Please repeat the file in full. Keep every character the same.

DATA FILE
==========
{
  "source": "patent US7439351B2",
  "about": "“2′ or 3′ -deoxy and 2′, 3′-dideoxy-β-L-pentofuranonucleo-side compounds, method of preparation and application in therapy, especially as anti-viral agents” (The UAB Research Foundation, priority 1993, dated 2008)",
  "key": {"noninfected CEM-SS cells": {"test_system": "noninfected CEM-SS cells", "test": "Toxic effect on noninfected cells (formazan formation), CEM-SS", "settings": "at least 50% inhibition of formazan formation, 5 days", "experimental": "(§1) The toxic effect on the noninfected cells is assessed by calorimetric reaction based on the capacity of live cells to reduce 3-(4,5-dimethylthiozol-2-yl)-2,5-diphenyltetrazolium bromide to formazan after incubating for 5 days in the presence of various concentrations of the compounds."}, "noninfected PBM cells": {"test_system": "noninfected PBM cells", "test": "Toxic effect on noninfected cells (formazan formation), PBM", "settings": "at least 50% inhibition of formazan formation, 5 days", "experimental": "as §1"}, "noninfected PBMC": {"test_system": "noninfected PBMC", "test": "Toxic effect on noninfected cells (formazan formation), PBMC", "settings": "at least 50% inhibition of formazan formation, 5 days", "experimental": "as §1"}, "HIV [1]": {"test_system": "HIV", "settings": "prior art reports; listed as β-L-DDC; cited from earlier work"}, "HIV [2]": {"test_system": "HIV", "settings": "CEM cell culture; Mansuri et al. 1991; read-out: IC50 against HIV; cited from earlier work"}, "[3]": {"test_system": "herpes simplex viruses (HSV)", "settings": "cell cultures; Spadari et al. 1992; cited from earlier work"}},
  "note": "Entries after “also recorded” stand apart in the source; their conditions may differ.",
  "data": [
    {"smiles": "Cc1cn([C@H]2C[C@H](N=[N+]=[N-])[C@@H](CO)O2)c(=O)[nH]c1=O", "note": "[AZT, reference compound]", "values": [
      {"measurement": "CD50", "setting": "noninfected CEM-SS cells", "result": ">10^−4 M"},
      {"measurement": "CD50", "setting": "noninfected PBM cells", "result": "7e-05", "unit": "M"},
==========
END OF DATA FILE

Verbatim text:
{
  "source": "patent US7439351B2",
  "about": "“2′ or 3′ -deoxy and 2′, 3′-dideoxy-β-L-pentofuranonucleo-side compounds, method of preparation and application in therapy, especially as anti-viral agents” (The UAB Research Foundation, priority 1993, dated 2008)",
  "key": {"noninfected CEM-SS cells": {"test_system": "noninfected CEM-SS cells", "test": "Toxic effect on noninfected cells (formazan formation), CEM-SS", "settings": "at least 50% inhibition of formazan formation, 5 days", "experimental": "(§1) The toxic effect on the noninfected cells is assessed by calorimetric reaction based on the capacity of live cells to reduce 3-(4,5-dimethylthiozol-2-yl)-2,5-diphenyltetrazolium bromide to formazan after incubating for 5 days in the presence of various concentrations of the compounds."}, "noninfected PBM cells": {"test_system": "noninfected PBM cells", "test": "Toxic effect on noninfected cells (formazan formation), PBM", "settings": "at least 50% inhibition of formazan formation, 5 days", "experimental": "as §1"}, "noninfected PBMC": {"test_system": "noninfected PBMC", "test": "Toxic effect on noninfected cells (formazan formation), PBMC", "settings": "at least 50% inhibition of formazan formation, 5 days", "experimental": "as §1"}, "HIV [1]": {"test_system": "HIV", "settings": "prior art reports; listed as β-L-DDC; cited from earlier work"}, "HIV [2]": {"test_system": "HIV", "settings": "CEM cell culture; Mansuri et al. 1991; read-out: IC50 against HIV; cited from earlier work"}, "[3]": {"test_system": "herpes simplex viruses (HSV)", "settings": "cell cultures; Spadari et al. 1992; cited from earlier work"}},
  "note": "Entries after “also recorded” stand apart in the source; their conditions may differ.",
  "data": [
    {"smiles": "Cc1cn([C@H]2C[C@H](N=[N+]=[N-])[C@@H](CO)O2)c(=O)[nH]c1=O", "note": "[AZT, reference compound]", "values": [
      {"measurement": "CD50", "setting": "noninfected CEM-SS cells", "result": ">10^−4 M"},
      {"measurement": "CD50", "setting": "noninfected PBM cells", "result": "7e-05", "unit": "M"},